In a case of blind squirrel, Jim’s three correct votes were also Mary Beth’s correct votes. And since none of the six committee votes between the two were common votes, it leaves a total of 13 votes where Mary Beth voted the right way and Jim incorrectly.

We already discussed the “travel tax” yesterday in the 2015 review, but I added the veto vote to 2016’s total. It created a bit of confusion on my chart as the SB190 designation was also given to the FY2017 budget voted on in 2016 – both voted incorrectly for the overly generous budget in that case.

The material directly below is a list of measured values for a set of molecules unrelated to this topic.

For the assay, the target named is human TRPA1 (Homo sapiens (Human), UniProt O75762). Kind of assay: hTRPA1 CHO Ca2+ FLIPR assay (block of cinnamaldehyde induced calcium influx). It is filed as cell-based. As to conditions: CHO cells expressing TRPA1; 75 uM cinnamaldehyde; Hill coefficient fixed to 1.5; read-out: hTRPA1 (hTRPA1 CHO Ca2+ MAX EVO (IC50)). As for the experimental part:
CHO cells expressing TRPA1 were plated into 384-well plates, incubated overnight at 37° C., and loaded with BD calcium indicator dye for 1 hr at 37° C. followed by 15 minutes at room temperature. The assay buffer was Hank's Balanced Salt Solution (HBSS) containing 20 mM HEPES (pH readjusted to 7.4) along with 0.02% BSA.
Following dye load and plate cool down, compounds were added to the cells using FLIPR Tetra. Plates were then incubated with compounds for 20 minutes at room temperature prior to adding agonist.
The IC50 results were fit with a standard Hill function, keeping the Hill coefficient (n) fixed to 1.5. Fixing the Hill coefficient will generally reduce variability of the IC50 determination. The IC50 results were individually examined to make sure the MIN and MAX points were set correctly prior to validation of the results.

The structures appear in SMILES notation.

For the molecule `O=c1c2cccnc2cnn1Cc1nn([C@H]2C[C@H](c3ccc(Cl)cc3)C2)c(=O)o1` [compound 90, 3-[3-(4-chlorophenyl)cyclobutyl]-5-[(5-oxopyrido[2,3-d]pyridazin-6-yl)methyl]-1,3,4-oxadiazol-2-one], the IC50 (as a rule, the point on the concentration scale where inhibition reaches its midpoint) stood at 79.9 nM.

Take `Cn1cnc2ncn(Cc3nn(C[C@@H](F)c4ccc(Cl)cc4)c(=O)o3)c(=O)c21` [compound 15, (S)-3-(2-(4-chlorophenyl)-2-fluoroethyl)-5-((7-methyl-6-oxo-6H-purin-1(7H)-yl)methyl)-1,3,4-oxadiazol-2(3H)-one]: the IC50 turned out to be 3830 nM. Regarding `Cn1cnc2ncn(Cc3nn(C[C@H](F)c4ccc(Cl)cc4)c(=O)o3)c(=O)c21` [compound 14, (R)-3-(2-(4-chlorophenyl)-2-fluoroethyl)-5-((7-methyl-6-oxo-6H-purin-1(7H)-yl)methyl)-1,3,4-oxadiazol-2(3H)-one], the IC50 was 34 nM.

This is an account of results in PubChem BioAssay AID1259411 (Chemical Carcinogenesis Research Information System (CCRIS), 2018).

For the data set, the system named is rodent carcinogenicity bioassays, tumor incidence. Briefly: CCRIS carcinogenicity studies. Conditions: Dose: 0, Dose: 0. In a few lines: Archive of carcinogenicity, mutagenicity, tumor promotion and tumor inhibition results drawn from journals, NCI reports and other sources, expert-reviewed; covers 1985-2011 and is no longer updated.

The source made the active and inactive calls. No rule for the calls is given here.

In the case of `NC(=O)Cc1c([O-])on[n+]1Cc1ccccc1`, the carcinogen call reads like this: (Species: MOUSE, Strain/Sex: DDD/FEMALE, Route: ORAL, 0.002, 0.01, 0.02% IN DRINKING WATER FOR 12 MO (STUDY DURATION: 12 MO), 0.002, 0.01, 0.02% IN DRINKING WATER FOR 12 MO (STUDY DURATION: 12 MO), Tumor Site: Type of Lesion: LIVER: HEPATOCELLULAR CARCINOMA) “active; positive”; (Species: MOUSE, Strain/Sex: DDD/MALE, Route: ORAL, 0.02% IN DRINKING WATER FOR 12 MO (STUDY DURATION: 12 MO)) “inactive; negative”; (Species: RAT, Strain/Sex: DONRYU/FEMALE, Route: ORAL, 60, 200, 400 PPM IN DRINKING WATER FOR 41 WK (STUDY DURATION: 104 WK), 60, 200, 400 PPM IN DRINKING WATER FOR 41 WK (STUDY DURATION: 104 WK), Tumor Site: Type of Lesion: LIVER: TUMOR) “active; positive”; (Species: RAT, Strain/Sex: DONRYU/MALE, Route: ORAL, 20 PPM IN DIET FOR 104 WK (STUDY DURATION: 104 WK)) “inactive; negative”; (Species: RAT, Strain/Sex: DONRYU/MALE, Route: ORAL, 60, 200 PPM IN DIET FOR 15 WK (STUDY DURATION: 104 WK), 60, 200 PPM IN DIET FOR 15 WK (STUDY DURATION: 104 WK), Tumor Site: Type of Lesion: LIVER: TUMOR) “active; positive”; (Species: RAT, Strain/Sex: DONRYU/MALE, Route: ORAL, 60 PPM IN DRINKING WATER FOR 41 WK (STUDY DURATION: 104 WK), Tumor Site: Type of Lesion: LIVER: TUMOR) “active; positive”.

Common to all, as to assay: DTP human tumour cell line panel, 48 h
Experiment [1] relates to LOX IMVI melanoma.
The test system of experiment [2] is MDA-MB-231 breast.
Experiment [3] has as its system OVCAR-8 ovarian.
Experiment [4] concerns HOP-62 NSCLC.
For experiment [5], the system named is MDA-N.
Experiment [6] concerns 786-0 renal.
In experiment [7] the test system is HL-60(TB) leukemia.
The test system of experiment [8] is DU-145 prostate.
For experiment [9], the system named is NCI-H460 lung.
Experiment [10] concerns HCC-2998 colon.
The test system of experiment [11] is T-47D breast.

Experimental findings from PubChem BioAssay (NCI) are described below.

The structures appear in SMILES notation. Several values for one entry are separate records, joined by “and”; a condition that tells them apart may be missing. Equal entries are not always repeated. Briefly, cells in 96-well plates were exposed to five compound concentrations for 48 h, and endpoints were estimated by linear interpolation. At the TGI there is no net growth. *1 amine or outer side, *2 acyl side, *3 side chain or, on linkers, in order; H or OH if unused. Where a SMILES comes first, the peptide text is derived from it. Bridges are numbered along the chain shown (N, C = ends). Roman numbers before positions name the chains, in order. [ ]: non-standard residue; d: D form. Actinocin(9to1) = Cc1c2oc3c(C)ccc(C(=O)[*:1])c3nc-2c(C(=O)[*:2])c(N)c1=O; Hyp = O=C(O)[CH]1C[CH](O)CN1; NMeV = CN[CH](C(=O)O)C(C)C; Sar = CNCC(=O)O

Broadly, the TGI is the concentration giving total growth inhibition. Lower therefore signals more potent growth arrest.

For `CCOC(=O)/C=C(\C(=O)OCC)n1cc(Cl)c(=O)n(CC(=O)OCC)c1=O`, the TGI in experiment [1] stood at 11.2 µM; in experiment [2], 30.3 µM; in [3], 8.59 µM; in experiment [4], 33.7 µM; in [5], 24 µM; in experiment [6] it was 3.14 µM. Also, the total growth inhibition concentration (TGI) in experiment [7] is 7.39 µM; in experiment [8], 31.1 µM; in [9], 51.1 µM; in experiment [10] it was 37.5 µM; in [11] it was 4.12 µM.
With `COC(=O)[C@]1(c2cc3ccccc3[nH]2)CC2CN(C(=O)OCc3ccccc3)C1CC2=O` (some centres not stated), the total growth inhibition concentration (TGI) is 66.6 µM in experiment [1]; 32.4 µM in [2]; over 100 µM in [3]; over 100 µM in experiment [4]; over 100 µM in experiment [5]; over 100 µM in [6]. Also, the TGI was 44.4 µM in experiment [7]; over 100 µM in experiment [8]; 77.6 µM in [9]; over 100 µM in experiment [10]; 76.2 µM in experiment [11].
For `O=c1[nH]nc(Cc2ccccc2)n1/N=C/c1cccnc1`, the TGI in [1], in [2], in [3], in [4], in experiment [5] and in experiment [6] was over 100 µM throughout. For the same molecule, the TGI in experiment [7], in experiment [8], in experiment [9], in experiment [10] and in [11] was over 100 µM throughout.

One theme in 2016, though, seemed to be a partisan reining in of the executive branch. It began with a measure – sent to voters in a slightly amended form – dealing with the replacement of the Attorney General, Comptroller, or United States Senator mandating he or she represent the same party as the departed official (HB260). Voters approved the change to Attorney General and Comptroller succession in 2016, but as I noted at the time, “It’s amazing how these types of bills come up when there’s the slightest chance someone other than a Democrat could be placed in a statewide position.” If it were truly an issue, where was it in 2012 or 2014? Similarly, the two parted ways on a bill (SB973) placing a prohibition on certain types of political donations on behalf of departmental secretaries (who are appointed by the Governor.) It wasn’t an issue before Larry Hogan arrived?